Genes of the major histocompatibility complex (MHC) code for cell surface proteins essential for adaptive immunity. They show the most outstanding genetic diversity in vertebrates, which has been connected with various fitness traits and thus with the long-term persistence of populations. In this study, polymorphism of the MHC class II DRB locus was investigated in chamois with Single-Strand Conformation Polymorphism (SSCP)/Sanger genotyping and Ion Torrent S5 next-generation sequencing (NGS). From eight identified DRB variants in 28 individuals, five had already been described, and three were new, undescribed alleles. With conventional SSCP/Sanger sequencing, we were able to detect seven alleles, all of which were also detected with NGS. We found inconsistencies in the individual genotypes between the two methods, which were mainly caused by allelic dropout in the SSCP/Sanger method. Six out of 28 individuals were falsely classified as homozygous with SSCP/Sanger analysis. Overall, 25% of the individuals were identified as genotyping discrepancies between the two methods. Our results show that NGS technologies are better performing in sequencing highly variable regions such as the MHC, and they also have a higher detection capacity, thus allowing a more accurate description of the genetic composition, which is crucial for evolutionary and population genetic studies.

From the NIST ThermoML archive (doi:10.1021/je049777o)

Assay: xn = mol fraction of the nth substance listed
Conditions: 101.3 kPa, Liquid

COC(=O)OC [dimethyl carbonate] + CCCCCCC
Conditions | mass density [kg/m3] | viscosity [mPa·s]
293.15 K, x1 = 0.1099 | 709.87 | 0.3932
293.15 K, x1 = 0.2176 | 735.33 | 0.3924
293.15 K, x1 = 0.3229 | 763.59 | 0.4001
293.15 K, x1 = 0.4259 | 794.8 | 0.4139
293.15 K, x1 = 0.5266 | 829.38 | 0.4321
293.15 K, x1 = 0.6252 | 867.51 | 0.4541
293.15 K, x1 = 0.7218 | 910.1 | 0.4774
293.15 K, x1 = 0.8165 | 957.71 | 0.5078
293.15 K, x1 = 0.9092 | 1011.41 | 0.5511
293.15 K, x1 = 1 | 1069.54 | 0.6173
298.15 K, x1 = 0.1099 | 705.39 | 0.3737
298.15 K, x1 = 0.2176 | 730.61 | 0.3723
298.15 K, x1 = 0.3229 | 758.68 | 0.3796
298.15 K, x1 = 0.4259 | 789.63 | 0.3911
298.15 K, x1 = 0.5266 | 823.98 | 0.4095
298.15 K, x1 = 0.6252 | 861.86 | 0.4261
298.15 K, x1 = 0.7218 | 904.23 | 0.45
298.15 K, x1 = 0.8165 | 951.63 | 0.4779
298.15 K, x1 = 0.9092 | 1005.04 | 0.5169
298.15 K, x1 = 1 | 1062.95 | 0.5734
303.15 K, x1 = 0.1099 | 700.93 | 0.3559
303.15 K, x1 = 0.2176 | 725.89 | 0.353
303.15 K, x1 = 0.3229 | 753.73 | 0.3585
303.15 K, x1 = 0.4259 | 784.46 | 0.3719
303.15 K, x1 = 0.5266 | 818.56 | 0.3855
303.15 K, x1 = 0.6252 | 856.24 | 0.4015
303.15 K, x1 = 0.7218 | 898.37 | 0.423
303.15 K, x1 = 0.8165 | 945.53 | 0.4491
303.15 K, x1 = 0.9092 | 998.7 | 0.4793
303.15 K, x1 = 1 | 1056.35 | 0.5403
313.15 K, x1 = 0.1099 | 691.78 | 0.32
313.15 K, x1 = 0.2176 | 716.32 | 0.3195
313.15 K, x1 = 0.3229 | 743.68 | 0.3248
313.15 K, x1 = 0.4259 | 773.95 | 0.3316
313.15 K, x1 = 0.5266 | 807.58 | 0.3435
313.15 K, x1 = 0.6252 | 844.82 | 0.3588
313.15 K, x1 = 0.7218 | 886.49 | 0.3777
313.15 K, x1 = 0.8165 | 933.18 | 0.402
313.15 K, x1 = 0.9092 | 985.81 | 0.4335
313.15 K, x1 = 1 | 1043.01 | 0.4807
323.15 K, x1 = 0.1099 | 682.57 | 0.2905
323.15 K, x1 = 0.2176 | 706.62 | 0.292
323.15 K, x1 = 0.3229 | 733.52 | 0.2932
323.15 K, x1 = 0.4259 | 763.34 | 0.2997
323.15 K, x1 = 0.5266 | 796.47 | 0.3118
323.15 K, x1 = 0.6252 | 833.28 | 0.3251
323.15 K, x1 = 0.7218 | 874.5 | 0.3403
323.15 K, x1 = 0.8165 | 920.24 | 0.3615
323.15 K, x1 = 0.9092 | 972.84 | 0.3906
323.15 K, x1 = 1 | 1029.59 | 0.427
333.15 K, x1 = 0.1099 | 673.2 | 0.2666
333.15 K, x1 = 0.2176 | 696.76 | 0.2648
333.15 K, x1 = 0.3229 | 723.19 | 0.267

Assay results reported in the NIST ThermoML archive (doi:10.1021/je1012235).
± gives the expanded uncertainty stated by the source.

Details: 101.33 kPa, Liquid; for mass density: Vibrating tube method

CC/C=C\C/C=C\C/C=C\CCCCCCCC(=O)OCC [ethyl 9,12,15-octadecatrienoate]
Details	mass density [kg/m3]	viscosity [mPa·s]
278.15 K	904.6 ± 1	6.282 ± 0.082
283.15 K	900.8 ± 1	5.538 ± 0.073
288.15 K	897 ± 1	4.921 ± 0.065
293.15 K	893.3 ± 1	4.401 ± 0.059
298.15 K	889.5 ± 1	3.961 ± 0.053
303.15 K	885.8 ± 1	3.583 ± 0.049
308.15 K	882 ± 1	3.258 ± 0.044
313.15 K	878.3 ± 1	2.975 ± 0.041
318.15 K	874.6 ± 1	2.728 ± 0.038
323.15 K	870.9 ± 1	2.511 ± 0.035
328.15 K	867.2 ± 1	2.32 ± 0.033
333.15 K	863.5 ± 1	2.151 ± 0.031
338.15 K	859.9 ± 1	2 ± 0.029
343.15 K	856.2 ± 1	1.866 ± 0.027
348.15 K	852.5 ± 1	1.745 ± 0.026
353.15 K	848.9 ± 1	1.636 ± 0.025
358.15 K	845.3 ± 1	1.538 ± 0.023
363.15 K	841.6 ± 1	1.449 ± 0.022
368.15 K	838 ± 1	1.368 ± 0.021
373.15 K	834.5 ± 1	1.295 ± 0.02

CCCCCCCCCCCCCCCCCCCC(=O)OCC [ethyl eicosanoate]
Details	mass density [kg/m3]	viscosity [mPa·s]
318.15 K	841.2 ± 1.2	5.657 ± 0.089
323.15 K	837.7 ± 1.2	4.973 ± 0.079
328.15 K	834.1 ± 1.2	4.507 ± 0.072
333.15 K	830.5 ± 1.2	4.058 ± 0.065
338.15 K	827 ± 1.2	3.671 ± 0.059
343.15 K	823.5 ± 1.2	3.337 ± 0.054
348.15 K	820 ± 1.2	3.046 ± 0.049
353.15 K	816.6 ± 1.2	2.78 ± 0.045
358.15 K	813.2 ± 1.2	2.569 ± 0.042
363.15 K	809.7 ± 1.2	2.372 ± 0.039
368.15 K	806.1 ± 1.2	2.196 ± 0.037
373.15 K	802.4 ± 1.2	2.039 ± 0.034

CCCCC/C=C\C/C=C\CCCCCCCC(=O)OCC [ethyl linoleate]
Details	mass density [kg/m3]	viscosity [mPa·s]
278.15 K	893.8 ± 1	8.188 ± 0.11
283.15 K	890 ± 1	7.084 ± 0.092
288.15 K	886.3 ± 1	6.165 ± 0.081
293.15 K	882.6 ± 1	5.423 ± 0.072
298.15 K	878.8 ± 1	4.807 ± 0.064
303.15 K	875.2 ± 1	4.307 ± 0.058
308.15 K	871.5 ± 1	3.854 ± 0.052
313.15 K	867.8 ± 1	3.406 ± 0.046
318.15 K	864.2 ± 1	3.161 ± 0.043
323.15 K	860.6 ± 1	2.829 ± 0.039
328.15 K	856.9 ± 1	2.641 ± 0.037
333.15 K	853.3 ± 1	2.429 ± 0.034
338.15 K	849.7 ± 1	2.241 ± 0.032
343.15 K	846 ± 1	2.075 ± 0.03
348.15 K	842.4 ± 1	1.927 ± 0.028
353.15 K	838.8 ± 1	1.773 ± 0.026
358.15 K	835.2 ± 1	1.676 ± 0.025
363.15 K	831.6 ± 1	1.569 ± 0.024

Keywords: Ion Torrent; Rupicapra rupicapra; major histocompatibility complex; next-generation sequencing.